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Essay

The immeasurable value of a final helping hand

Without quality, long-term, kūpuna care assistance, I would never have been able to give my dear friend Bob the end-of-life he deserved.

in Healthcare

Editor’s note: Maile Murphy is a student at Kapiʻolani Community College and an organizer with the Hawaiʻi chapter of the Young Progressives Demanding Action. For Maile, the importance of good long-term care for our elders is a personal issue. She is intimately familiar with the end-of-life process and deeply concerned with the well-being of these incredible, wonderful people, because she knows first-hand the worth and profound joy that comes from sharing precious time with our kūpuna. Both chambers of the legislature are considering bills (SB 534 and HB 607) that would establish and fund the kūpuna caregivers program to assist community members who are providing care for elders to stay in the workforce. Advocates will hold a rally tomorrow morning at 10 a.m. at the State Capitol to demonstrate public support for these measures.


In the summer of 2015, when I was just 20 years old, I found myself in a difficult situation. Earlier that the year, a dear family friend named Bob had been diagnosed with terminal cancer. Bob had worked with my grandfather in the history department at the University of Hawaiʻi at Mānoa, long before I was born, and continued to stay close with the family long after my grandfather passed away. Bob and his wife, Marian, were a holiday institution in my household while I was growing up; he would always save a wink and a few kind words of encouragement for me when I inevitably tipped the dinner table into one chaotic political conversation or another. When I was a teenager, I went through a rough spot, and Bob made time in his life to help guide me toward a better path. I have cherished memories of Bob, sitting across a table from me at the ʻĀina Haina Subway. With mussed, gray hair, a wrinkled collar and a tweed jacket on, he would ask me, “What do you love, Maile? What is it that you want to accomplish in life?”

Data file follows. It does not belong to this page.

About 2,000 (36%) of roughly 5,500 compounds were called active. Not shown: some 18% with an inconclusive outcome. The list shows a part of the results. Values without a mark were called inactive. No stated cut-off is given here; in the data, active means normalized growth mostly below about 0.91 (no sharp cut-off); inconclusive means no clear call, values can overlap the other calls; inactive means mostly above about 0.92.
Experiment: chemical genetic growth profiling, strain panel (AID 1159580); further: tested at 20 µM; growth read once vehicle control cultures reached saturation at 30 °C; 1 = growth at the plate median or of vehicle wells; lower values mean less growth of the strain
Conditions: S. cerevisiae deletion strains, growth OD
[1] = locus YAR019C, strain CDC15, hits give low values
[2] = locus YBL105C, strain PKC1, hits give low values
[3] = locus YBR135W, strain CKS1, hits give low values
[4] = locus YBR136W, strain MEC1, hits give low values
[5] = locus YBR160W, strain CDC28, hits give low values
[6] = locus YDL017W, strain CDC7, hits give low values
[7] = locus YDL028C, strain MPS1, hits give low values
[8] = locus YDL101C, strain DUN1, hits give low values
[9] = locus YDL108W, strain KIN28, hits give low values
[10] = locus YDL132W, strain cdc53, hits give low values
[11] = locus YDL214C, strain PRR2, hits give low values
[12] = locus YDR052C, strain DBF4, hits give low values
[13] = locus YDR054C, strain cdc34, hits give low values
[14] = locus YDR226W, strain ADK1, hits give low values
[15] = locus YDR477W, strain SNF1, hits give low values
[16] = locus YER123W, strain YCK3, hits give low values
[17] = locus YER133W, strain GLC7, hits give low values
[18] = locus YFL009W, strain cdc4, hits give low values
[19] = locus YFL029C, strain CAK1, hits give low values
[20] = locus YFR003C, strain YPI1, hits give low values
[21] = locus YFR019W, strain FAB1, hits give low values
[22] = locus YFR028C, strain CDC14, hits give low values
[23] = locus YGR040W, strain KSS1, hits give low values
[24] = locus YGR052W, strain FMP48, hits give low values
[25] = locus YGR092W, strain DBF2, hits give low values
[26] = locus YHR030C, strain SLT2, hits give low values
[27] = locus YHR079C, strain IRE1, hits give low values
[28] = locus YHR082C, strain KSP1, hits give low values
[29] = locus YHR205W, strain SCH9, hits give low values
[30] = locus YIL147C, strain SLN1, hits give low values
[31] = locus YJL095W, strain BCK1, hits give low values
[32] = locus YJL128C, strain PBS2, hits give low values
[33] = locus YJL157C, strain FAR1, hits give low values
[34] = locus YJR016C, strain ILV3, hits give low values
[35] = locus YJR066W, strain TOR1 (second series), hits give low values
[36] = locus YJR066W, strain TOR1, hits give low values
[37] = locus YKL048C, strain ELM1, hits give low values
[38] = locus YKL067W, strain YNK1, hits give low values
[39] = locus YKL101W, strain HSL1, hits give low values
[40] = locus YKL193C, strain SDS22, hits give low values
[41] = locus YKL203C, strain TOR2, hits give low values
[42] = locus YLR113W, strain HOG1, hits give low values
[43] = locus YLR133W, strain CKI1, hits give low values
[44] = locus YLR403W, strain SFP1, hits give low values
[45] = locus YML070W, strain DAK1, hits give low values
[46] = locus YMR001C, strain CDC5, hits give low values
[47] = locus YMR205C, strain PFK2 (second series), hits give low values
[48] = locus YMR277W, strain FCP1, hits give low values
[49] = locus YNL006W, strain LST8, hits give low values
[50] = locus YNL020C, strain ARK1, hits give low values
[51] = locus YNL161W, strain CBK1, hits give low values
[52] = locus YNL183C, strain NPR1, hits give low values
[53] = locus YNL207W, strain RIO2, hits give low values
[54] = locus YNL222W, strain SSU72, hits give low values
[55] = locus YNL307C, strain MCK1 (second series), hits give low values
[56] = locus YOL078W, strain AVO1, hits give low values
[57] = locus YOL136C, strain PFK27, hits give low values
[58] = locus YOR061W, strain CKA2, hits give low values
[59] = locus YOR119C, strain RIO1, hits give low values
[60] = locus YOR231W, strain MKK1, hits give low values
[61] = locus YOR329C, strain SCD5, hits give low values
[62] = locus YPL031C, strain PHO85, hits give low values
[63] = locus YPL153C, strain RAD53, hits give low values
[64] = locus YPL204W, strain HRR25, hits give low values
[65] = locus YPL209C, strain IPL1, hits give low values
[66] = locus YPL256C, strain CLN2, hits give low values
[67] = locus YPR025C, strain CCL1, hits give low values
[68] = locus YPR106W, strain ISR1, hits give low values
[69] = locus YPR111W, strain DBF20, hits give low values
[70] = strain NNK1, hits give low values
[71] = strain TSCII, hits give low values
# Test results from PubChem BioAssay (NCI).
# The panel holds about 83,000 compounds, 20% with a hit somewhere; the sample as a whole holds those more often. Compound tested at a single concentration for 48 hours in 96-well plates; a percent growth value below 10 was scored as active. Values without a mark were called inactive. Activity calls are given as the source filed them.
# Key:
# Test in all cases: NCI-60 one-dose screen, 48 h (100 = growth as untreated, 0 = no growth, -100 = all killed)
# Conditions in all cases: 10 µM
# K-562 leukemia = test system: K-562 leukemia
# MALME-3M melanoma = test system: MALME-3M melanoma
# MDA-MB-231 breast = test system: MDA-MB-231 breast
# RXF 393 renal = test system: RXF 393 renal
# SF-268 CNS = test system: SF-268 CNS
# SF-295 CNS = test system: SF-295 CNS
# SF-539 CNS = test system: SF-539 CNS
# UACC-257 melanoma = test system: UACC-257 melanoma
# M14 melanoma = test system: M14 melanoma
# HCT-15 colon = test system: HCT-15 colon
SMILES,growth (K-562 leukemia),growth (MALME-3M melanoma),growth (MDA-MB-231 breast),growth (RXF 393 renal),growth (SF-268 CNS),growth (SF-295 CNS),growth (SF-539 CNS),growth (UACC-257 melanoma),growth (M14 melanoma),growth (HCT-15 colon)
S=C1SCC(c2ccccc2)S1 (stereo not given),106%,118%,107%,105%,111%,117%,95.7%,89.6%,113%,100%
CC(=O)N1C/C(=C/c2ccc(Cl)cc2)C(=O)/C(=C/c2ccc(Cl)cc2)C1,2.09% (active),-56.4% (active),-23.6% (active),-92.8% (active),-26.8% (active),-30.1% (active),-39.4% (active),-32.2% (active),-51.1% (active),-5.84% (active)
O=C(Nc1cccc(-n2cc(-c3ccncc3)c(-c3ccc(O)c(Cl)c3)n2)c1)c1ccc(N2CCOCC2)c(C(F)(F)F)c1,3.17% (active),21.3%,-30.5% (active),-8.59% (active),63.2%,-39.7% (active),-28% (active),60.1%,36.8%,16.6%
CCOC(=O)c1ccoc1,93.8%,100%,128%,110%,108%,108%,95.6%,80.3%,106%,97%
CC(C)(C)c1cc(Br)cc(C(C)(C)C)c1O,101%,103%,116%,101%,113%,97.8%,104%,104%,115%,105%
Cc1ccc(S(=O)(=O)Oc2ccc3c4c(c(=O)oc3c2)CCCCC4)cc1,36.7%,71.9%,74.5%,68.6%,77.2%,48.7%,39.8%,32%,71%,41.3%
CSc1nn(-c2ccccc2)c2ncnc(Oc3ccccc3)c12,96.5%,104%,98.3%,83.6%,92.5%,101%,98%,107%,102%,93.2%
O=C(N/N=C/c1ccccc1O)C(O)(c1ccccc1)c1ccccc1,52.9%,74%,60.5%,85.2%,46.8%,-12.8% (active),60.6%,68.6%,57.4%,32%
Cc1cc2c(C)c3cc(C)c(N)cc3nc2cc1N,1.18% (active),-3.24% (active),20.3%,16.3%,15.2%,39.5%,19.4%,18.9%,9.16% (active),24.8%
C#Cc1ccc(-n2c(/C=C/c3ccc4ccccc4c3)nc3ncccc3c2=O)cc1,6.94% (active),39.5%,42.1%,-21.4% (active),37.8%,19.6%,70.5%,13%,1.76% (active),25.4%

Bob’s condition would deteriorate quickly, the doctors said, and he and Marian had no children or close family to help him. My father, grandmother and I made a family decision that we would do everything we could to help the couple. The house Bob and Marian lived in was unsuitable for their healthcare needs, so we moved them into an assisted living facility. They needed groceries, so I would stop at Foodland on my way home from work. Their dog was antsy, so my dad would take him for a walk.

Things settled into a manageable routine and my father left for a long-planned, extended hiking trip on the mainland. I became the sole care provider for my then-97-year-old grandmother, as well as a helper to Bob and Marian, in addition to my full-time job. It must be noted that my Tūtū, as I call her, has all of her marbles, and some of mine too. Even so, I became a live-in housekeeper and chauffeur. It was at this point, of course, that everything went ass-over-teakettle.

Events unfolded quickly and, by the end of a single day, Marian was in the hospital for an extended stay and Bob, worried that the care facility staff wouldn’t be enough with Marian gone, began living in my spare bedroom with his dog. Over the next week or so, Bob’s condition declined steadily and he started showing signs of dementia. It soon became evident that we needed more help around the house.